The Other Side of Chevron

by Kevin Jon Heller

In his recent guest post, Doug Cassel attempts to portray Chevron as the innocent victim of illegal and unethical conduct by the lawyers for the plaintiffs harmed by its predecessor’s dumping of 16.8 million gallons of crude oil and 20 billion gallons of toxic waste into the Ecuadorian rainforest.  Cassel writes as an advocate for Chevron, so he can hardly be expected to discuss both sides of the story.  It is thus critically important to understand the reprehensible behavior that Chevron has engaged in from the earliest days of the litigation.  Here, in no particular order, are some highlights:

1. Chevron has repeatedly lied about the environmental damage caused by its dumping — damage just as repeatedly documented by its own internal audits.

2. Chevron fraudulently altered a report that they gave to their paid scientific consultants in order to hide the fact that they had engaged in dishonest sampling practices in the affected areas (deliberately sampling only areas predetermined to be clean).

3. Chevron has used a secret lab in the United States to hide dirty samples taken from the affected areas.

4. Chevron lawyers have been indicted in Ecuador for making false claims about Chevron’s fake “remediation” of affected sites — which included paying Ecuadorians to build houses on top of dirty sites so they could not be tested.

5. Chevron’s paid scientific consultants misrepresented epidemiological studies linking Chevron’s dumping of waste to health problem in the affected area.  (See this letter signed by 50 leading scientists from all over the world.)

6. Chevron has tried to bribe the Ecuadorian government into quashing the case.

7. Chevron threatened the presiding judge in the case with jail time if he did not rule in favor of the company.

8. Chevron tried to entrap a sitting judge into taking bribes, doctored videotapes that recorded the scheme, and then paid the individual involved a great deal of money to keep quiet.

9. Chevron attorneys have been sanctioned in U.S. courts for abusing the discovery process, including taking depositions in order to harass witnesses, and for filing vexatious lawsuits against lawyers for the plaintiffs and against filmmakers who have documented the damage Chevron has caused.

These examples could be multiplied indefinitely.  But I think they are enough to rebut Cassel’s attempts to portray Chevron as the innocent victim in the case.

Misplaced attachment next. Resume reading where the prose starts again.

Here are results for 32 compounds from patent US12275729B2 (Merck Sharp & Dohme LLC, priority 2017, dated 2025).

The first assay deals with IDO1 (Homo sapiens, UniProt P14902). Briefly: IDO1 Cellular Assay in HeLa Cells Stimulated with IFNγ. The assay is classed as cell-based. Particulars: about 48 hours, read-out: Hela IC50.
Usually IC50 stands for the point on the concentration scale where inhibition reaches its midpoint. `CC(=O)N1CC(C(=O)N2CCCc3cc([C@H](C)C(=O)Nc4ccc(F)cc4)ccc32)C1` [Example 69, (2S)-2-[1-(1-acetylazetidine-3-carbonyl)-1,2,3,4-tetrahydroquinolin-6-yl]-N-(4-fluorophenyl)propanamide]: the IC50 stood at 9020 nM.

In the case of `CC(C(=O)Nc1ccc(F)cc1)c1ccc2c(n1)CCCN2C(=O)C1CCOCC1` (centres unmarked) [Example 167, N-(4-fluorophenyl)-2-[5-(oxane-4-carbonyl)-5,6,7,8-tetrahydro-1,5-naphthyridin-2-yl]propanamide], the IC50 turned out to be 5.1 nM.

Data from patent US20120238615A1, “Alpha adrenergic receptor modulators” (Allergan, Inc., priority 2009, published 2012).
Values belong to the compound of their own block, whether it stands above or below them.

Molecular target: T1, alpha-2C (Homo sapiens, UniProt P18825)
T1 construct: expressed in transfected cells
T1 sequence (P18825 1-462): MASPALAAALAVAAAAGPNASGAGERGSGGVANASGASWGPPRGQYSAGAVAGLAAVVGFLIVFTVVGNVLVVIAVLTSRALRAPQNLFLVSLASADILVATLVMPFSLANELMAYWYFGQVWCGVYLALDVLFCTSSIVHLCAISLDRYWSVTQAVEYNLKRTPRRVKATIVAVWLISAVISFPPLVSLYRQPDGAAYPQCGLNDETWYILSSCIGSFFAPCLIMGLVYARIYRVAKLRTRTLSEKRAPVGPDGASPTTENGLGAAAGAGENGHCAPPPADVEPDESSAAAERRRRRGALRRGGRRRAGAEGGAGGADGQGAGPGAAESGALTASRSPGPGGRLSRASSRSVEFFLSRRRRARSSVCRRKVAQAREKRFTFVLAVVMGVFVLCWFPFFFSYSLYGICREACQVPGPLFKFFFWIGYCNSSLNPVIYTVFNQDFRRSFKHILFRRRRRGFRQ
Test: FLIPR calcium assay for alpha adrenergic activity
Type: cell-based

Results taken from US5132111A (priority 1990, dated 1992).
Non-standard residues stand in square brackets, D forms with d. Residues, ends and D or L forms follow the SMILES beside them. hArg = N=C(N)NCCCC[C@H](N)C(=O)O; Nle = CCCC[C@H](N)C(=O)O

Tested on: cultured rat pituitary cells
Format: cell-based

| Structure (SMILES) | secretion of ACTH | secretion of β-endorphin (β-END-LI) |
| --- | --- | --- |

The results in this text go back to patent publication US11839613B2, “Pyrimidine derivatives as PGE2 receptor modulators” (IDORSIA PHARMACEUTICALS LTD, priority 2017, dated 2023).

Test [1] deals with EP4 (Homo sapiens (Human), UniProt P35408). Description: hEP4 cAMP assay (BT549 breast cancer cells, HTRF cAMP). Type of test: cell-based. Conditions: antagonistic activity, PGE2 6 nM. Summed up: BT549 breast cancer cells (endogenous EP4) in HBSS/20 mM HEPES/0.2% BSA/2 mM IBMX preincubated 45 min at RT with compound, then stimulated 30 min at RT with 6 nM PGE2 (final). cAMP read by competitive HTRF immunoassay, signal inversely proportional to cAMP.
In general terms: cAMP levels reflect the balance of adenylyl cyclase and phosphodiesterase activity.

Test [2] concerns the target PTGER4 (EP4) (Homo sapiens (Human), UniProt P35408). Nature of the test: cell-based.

7 Responses

  1. Dear Mr. Heller,  Every one of your links in support of your allegations takes me back to a one-sided press release issued by the Amazon Defense Coalition, a defendant in the US fraud proceedings who stands to gain about $800 million under the Ecuadorian $18.2 billion judgment.  Can you cite to an unbiased source for your claims?

  2. Observer,

    Actually, two of the links are to different sources.  More importantly, though, all of the press releases on the plaintiffs’ website have extensive links to news articles and primary documents.  I encourage you to read the linked material and decide for yourself whether the claims in the post are accurate.

    I do have to ask: why did you not leave a similar comment on Cassel’s post?  He was paid to write the amicus (which, again, does not mean he’s wrong) and did not provide even one link to material supporting his claims.  Are you equally skeptical of his post?

  3. Is it true or not that (i) Chevron has conducted no drilling since 1992, (ii) that all the drilling since then and most if not all of the environmental damage has been done by the Ecuadoran state oil company, and (iii) the plaintiffs have promised not to sue the Ecuadoran state oil company?  Is it true that the plaintiffs have not provided any medical evidence of harm to individuals?  Are Cassel’s allegations about the conduct of the plaintiffs’ counsel true or not?

  4. Belated reply – been traveling.